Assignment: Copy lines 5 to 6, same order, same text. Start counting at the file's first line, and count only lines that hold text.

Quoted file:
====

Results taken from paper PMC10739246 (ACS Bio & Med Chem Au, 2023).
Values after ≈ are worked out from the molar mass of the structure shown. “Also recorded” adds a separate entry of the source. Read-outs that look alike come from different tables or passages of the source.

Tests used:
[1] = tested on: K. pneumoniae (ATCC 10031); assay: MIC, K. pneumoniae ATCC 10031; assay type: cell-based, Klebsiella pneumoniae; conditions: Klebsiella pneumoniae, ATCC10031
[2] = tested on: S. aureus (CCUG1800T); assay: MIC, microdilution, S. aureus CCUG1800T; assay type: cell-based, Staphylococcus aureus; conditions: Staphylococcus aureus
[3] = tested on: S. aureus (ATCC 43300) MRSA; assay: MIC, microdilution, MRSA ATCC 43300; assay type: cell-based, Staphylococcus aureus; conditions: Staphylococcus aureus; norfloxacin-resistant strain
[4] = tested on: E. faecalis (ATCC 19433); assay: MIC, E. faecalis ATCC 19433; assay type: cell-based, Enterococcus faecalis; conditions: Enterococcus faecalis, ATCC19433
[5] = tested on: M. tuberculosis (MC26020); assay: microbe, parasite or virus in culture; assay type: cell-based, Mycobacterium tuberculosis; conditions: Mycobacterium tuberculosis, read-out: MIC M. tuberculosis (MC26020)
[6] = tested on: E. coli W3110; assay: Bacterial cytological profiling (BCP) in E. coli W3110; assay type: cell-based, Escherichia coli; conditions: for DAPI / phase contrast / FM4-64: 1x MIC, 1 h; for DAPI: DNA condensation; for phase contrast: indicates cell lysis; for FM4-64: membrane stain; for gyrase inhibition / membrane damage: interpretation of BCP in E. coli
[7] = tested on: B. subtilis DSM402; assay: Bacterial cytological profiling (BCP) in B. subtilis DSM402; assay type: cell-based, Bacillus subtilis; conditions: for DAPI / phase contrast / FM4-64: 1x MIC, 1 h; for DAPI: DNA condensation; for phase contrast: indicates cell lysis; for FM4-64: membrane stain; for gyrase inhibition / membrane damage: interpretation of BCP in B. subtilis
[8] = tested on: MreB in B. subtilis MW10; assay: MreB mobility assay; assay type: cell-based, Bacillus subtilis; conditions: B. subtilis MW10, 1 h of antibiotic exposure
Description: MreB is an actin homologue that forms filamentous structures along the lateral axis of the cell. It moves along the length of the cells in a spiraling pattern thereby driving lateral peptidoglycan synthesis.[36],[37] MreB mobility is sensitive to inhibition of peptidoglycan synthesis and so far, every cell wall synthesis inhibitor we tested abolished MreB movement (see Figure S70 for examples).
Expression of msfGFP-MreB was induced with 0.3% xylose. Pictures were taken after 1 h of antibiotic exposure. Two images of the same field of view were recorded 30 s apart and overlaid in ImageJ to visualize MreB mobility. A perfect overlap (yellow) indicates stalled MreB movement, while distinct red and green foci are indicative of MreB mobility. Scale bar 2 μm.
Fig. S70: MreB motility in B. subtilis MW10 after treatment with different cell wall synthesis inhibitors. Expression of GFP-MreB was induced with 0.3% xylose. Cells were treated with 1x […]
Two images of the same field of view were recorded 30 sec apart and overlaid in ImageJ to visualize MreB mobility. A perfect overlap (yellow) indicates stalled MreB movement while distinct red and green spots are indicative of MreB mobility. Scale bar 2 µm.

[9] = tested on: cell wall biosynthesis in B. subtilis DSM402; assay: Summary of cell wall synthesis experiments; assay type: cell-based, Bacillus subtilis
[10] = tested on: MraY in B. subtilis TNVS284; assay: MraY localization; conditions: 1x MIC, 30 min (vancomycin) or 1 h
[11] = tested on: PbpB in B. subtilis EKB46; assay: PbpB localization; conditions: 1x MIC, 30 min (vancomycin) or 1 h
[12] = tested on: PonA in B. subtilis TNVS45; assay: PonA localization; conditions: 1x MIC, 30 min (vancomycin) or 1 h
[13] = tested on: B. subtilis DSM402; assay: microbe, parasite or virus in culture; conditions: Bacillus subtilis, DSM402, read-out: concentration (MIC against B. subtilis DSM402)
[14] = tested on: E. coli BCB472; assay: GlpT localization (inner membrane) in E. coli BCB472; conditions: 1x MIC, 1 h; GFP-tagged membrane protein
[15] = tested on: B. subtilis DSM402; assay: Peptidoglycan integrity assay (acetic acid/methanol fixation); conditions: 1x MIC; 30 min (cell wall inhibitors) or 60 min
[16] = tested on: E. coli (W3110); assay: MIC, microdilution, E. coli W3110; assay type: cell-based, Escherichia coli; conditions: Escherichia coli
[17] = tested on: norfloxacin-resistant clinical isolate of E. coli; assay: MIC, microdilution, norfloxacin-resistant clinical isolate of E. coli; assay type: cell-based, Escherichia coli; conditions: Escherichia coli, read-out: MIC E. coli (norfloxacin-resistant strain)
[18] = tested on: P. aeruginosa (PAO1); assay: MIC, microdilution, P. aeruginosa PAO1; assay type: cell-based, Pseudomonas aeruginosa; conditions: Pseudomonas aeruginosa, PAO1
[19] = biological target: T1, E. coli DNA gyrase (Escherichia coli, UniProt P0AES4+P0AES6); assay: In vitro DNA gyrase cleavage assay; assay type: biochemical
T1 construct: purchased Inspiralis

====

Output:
[2] = tested on: S. aureus (CCUG1800T); assay: MIC, microdilution, S. aureus CCUG1800T; assay type: cell-based, Staphylococcus aureus; conditions: Staphylococcus aureus
[3] = tested on: S. aureus (ATCC 43300) MRSA; assay: MIC, microdilution, MRSA ATCC 43300; assay type: cell-based, Staphylococcus aureus; conditions: Staphylococcus aureus; norfloxacin-resistant strain